It was this recollection of the gold sun grey-lead that brought me back to reality. The unacceptable colour that had surprised me was not exactly the gold sun colour, but a tad darker. I couldn’t describe it, as I’d never seen such a colour before, not even in my dreams.
And, back in reality, I opened my eyes and realised I was still in the Gray-Honda-Iv, but, there was somebody next to me. And they were wearing what is the oddest concoction I had ever seen. There were no shades in their clothing or hair for that matter, at all. Colour!
‘There is no need to be afraid, Miss Nolan,’ the coloured being, a rebel most likely, said, using a friendly tone. ‘We’re only here to help you.’
I tried to get out of the car, away from the rebel, but the seat belt was stuck. I was stuck – with a rebel, one of the ill-famed colourists. I was doomed.
‘We’re not here to hurt you,’ the rebel continued in those nurturing tones. ‘We’re only here to say that colour is not truly that evil. The only truly nasty, crazy thing is the restrictions in Suburbia placed by Michael Ivan, President of the Anti-Colour Committee.’
I stared at the man as if he were speaking in a foreign tongue. He was trying to make Michael out as the villain of the story, when everybody in Suburbia knew that wasn’t true. Michael was a hero. He’d helped President Jones bestow peace upon Suburbia for the first time since colour had rattled the world into major conflict.
‘If you don’t believe us,’ the Rebel said, speaking for all rebels. ‘Then you just have to watch this tape.’ He handed me a small, coloured disc with black writing, Birds of the Amazonian Forest. I had no idea what an Amazonian Forest was, so I looked away from the rebel.
‘Fine then,’ the Rebel said, losing patience. He found the tape player in the Gray-Honda-Iv, and placed the tape inside, pressing the ‘Play’ button.
I tried to look away from the screen that materialised in front of me, but it was impossible. Colour, colour, colour. I was bombarded.
There were many exotic types of birds (not the magpies who flourished in Buckley) fluttering around shrubbery that would take me years to put names to. They were even singing to each other. Singing! That was like a secondary punishment after colour in Suburbia guidelines.
Out of nowhere, the birds were replaced by two rebels appearing on screen. One had very vibrant hair that reminded me of anger and embarrassment, and the other had hair down to her ankles. They were both laughing.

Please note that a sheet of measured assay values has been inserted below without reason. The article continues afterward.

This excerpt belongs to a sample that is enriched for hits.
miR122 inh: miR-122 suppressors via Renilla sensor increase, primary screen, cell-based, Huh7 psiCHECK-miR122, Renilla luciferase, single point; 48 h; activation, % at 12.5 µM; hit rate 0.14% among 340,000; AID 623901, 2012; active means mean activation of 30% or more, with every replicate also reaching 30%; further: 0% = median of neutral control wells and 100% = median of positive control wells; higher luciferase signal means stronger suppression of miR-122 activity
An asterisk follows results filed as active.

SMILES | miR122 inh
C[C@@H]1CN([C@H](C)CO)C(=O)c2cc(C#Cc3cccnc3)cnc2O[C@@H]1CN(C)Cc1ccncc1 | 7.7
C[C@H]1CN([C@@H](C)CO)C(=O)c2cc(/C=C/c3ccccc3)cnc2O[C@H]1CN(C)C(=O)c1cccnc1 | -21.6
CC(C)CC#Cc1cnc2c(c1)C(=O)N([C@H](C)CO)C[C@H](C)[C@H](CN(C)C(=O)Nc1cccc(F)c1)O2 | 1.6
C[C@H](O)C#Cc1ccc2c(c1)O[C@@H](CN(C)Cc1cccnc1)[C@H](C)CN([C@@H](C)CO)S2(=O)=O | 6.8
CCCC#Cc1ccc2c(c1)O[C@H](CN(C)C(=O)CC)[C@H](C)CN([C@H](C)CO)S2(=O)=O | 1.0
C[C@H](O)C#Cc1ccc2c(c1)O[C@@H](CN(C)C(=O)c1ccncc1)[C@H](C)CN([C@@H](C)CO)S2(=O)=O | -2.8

Two words appeared at the bottom of the holographic screen: Adam, Eve. Then the word Adam was crossed out and replaced with Vice-President Ivan. The same happened with the word Eve, but it was replaced with President Jones. That was when I took a sharp intake of breath and realised it was the truth: the two colourists were President Jones and Michael! But, it had to be a joke? Michael was always telling the BAI the Colour was the root of all evil, and here he was, completely standing against his values.
Finally, the astounding tape ended with a simple statement, which was said aloud by the Colourists Michael and President Jones. ‘If you want to be happy again, join us now.’ Then their colourist images faded and were replaced with two current-day images of the leaders-in-charge with the words Join Us Now.
Then it was black.
And the colourist next to me said, ‘Ready to change the world, Catherine Nolan?’
Tapes can change the world. Just look at the sex scandals of your world. All thanks to the tape that changed my life, any generic ideas in regards to colour and Michael are irrelevant now. What does matter is; am I truly ready to change the world? Am I willing to risk betraying those closest to me to find justice in a colourless world?
As I headed into the BAI skyscraper, handing Michael the same tape with the title of Anti-Colour Propaganda, the only thought on my mind was: ‘Yes, I am ready to change the world.’
Jessica Morrow is an emerging writer who is currently undertaking the Bachelor of Arts (Professional and Creative Writing) at Deakin University. Her writing style is influenced by the works of authors such as Suzanne Collins and George Orwell. She has a fairly large collection of Russian dolls, and hopes one day to be immortalised into Russian doll form after publication of a hugely successful novel.